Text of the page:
Advertisement

What's So Bad About High Fructose Corn Syrup?

By Joyce Hendley, May/June 2009

The truth behind the buzz about this controversial sweetener.


READER'S COMMENT:
"Good article. It's unfortunate that some people refuse to see any other possible interpretations of facts besides what they have already chosen to believe. "

Can “natural” or “organic” products contain HFCS?

A “natural” granola bar or fruit drink may contain HFCS but an “organic” one cannot—at least until someone invents USDA-certified organic HFCS.

The Food and Drug Administration’s definition of “natural” doesn’t have the regulatory teeth that the USDA’s definition of “organic” does. The agency requires only that natural products contain “nothing artificial (including artificial flavors) or synthetic (including all color additives regardless of source) that would not normally be expected in the food.” Last year, the Corn Refiners Association petitioned the FDA, arguing that though a synthetic agent (glutaraldehyde) is used to make HFCS, it does not come into contact with the sugars. In response, the FDA allowed that, when made by the process the CRA described, HFCS fits the criteria for “natural.” This decision cleared the way for manufacturers to request “natural” claims on foods containing HFCS.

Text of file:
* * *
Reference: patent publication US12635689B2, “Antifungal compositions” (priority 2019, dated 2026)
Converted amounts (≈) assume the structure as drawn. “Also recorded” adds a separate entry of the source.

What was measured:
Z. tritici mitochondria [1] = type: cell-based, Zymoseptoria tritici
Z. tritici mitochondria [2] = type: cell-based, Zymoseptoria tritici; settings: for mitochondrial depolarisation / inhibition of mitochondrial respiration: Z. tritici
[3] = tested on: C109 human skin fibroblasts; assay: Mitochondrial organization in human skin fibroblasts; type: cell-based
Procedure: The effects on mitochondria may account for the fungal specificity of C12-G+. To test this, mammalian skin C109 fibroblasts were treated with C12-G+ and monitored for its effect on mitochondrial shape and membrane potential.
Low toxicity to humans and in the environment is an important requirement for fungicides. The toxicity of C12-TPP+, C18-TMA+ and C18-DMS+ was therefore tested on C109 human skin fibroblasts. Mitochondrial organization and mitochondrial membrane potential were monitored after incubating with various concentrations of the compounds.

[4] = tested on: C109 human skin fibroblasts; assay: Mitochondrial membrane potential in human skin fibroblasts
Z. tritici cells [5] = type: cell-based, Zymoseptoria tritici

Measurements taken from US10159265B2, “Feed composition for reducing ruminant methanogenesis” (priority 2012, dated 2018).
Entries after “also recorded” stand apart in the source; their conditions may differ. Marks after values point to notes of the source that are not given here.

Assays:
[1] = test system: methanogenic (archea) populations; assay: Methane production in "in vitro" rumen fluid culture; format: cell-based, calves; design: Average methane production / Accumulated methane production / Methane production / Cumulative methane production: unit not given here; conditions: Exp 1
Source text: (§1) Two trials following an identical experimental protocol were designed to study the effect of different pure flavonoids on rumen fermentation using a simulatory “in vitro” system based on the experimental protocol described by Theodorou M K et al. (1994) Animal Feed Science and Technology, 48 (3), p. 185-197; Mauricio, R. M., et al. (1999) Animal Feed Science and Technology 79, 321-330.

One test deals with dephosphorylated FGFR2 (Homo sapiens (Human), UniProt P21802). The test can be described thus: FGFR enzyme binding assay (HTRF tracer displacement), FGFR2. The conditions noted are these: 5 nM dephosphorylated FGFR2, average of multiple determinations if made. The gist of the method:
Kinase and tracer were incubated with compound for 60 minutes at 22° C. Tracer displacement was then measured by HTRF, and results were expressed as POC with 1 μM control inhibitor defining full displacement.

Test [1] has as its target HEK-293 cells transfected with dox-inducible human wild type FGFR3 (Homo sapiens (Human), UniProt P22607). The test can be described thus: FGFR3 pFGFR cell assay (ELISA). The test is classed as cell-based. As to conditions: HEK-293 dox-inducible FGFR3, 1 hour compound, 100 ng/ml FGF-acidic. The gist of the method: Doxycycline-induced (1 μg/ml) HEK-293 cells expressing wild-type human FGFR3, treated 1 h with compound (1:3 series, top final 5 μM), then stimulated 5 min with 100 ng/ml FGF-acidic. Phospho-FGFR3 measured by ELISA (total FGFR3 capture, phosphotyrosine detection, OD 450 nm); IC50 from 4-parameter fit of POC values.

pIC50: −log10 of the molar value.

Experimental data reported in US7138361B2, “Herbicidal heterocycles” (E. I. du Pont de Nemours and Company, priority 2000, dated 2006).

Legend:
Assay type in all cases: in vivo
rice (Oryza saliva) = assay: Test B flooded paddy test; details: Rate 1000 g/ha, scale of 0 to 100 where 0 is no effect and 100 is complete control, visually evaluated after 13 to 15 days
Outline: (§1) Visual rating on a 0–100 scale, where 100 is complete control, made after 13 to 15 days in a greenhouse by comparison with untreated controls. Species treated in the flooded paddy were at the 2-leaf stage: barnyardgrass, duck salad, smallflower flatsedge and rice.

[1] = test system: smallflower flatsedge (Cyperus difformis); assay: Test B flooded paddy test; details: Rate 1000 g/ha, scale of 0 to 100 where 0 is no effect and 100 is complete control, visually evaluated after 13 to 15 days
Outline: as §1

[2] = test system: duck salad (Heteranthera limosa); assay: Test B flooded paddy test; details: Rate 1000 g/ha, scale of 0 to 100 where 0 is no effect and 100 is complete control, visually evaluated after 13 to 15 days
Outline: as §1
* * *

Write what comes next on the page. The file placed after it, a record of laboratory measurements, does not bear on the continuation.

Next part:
Certainly, you could argue that “natural” does not seem an appropriate descriptor for HFCS—or for table sugar. Neither occurs in nature in the forms we use them in. Both need plenty of heating, filtering and centrifuging to extract a finished product. HFCS is processed repeatedly with enzymes; sugar is refined using calcium hydroxide or phosphorus.

From an environmental standpoint, HFCS production may have a slightly more negative impact than does sugar, says Jason Clay, Ph.D., senior vice president of markets for the World Wildlife Fund in Washington, D.C. Producing both sweeteners uses similar amounts of water, but HFCS requires more energy and nitrogen fertilizer, he explains. “It also takes a lot less land to grow the same amount of sweetener with sugarcane than with corn.”

Bottom line: To date, the research suggests that high-fructose corn syrup and table sugar aren’t that different: they’re both processed sweeteners that add “empty” calories to our diets. Our bodies seem to treat them the same way. At EatingWell, we try to limit sweeteners of any kind in recipes. Whenever possible, we use ingredients that don’t contain HFCS.



Get a full year of EatingWell magazine.
World Wide Web Health Award Winner Web Award Winner World Wide Web Health Award Winner Interactive Media Award Winner